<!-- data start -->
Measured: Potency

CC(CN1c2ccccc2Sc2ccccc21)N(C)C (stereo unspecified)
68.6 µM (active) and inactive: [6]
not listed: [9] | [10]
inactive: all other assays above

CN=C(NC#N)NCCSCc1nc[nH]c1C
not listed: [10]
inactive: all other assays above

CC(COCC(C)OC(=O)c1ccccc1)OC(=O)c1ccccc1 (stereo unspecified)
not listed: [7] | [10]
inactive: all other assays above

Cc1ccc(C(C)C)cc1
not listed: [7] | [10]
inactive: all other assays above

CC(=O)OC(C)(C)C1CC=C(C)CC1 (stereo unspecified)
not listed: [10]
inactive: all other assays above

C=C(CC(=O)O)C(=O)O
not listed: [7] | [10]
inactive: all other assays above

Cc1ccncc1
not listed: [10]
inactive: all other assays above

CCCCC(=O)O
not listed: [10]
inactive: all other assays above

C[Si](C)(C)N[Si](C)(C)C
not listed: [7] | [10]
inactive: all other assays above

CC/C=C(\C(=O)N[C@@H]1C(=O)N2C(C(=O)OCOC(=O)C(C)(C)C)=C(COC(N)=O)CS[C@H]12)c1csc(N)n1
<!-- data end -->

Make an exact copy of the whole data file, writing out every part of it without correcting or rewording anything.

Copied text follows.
Measured: Potency

CC(CN1c2ccccc2Sc2ccccc21)N(C)C (stereo unspecified)
68.6 µM (active) and inactive: [6]
not listed: [9] | [10]
inactive: all other assays above

CN=C(NC#N)NCCSCc1nc[nH]c1C
not listed: [10]
inactive: all other assays above

CC(COCC(C)OC(=O)c1ccccc1)OC(=O)c1ccccc1 (stereo unspecified)
not listed: [7] | [10]
inactive: all other assays above

Cc1ccc(C(C)C)cc1
not listed: [7] | [10]
inactive: all other assays above

CC(=O)OC(C)(C)C1CC=C(C)CC1 (stereo unspecified)
not listed: [10]
inactive: all other assays above

C=C(CC(=O)O)C(=O)O
not listed: [7] | [10]
inactive: all other assays above

Cc1ccncc1
not listed: [10]
inactive: all other assays above

CCCCC(=O)O
not listed: [10]
inactive: all other assays above

C[Si](C)(C)N[Si](C)(C)C
not listed: [7] | [10]
inactive: all other assays above

CC/C=C(\C(=O)N[C@@H]1C(=O)N2C(C(=O)OCOC(=O)C(C)(C)C)=C(COC(N)=O)CS[C@H]12)c1csc(N)n1